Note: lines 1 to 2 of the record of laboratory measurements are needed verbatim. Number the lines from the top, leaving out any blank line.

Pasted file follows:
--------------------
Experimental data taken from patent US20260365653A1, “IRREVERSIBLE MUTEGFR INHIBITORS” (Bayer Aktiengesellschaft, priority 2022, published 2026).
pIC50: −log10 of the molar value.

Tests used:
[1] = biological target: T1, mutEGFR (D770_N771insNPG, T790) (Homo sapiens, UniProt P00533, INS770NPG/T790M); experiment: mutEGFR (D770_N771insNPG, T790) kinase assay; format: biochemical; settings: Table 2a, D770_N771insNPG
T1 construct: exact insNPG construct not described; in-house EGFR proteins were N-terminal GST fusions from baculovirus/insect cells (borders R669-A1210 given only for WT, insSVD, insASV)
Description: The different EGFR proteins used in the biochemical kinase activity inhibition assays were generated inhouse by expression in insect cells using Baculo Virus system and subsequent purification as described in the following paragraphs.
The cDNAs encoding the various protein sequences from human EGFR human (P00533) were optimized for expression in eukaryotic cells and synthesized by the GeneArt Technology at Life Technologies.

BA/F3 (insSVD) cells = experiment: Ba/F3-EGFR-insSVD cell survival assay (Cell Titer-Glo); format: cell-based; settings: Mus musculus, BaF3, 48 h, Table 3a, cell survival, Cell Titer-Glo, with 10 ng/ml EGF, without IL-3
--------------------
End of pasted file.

Experimental data taken from patent US20260365653A1, “IRREVERSIBLE MUTEGFR INHIBITORS” (Bayer Aktiengesellschaft, priority 2022, published 2026).
pIC50: −log10 of the molar value.